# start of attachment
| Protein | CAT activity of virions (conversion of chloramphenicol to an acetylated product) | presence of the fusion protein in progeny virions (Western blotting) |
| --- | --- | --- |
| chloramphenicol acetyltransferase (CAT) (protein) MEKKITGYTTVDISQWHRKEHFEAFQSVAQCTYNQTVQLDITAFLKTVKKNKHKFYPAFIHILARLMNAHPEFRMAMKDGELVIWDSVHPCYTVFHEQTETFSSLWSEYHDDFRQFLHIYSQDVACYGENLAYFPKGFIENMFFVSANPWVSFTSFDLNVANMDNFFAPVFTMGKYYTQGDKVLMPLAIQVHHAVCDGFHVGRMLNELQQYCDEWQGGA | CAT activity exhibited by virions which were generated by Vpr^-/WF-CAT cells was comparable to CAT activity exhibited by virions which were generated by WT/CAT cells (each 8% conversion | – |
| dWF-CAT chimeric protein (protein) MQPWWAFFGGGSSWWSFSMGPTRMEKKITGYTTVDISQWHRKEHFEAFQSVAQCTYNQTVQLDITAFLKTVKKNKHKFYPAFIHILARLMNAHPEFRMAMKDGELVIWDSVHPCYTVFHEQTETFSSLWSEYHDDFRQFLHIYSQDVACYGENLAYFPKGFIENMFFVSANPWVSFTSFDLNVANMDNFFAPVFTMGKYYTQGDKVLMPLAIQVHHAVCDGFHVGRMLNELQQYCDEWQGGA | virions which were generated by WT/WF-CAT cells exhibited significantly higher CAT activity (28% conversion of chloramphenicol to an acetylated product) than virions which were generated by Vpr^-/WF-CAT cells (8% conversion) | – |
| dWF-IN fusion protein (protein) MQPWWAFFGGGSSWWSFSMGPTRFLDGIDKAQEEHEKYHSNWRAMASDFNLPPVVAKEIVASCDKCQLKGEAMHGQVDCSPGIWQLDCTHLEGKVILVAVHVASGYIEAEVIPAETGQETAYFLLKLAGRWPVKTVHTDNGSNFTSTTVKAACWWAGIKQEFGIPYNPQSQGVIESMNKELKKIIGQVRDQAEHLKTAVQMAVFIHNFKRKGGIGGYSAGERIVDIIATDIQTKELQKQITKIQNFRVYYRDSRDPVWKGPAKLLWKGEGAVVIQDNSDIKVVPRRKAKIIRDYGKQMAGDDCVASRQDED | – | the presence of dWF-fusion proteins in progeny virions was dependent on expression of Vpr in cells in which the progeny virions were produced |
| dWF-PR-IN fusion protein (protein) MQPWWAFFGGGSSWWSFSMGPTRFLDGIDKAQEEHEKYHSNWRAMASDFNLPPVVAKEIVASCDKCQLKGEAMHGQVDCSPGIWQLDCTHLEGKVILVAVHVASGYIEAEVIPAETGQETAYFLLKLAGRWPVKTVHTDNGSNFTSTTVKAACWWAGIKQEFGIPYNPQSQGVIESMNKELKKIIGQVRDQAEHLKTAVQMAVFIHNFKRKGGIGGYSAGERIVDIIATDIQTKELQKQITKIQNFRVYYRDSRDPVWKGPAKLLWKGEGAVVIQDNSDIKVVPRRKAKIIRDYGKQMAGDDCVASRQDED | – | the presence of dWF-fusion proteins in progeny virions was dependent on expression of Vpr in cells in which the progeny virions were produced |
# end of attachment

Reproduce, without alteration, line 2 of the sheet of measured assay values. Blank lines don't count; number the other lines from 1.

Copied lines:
| --- | --- | --- |